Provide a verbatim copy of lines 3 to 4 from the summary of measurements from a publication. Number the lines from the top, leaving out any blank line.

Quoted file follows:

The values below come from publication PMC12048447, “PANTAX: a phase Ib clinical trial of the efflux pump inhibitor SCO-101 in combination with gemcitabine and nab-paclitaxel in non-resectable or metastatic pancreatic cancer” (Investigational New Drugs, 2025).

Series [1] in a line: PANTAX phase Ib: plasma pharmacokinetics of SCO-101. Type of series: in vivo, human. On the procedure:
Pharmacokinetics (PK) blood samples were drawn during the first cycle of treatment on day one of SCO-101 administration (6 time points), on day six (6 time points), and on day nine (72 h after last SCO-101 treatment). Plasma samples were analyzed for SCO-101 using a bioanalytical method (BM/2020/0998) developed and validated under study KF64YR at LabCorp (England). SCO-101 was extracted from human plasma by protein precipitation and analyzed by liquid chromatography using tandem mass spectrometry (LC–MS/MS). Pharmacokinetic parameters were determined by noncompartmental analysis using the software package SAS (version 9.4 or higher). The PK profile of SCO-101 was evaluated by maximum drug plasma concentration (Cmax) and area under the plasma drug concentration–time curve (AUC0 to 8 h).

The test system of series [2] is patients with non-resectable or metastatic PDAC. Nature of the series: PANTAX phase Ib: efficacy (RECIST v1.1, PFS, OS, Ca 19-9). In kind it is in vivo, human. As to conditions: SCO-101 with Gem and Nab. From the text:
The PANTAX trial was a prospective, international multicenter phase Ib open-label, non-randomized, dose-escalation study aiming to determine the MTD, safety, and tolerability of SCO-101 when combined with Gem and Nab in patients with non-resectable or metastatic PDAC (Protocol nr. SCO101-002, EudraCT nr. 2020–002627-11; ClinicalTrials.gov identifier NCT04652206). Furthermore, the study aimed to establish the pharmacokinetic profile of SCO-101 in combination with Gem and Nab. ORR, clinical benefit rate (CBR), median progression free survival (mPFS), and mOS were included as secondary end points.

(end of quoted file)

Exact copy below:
Pharmacokinetics (PK) blood samples were drawn during the first cycle of treatment on day one of SCO-101 administration (6 time points), on day six (6 time points), and on day nine (72 h after last SCO-101 treatment). Plasma samples were analyzed for SCO-101 using a bioanalytical method (BM/2020/0998) developed and validated under study KF64YR at LabCorp (England). SCO-101 was extracted from human plasma by protein precipitation and analyzed by liquid chromatography using tandem mass spectrometry (LC–MS/MS). Pharmacokinetic parameters were determined by noncompartmental analysis using the software package SAS (version 9.4 or higher). The PK profile of SCO-101 was evaluated by maximum drug plasma concentration (Cmax) and area under the plasma drug concentration–time curve (AUC0 to 8 h).

The test system of series [2] is patients with non-resectable or metastatic PDAC. Nature of the series: PANTAX phase Ib: efficacy (RECIST v1.1, PFS, OS, Ca 19-9). In kind it is in vivo, human. As to conditions: SCO-101 with Gem and Nab. From the text: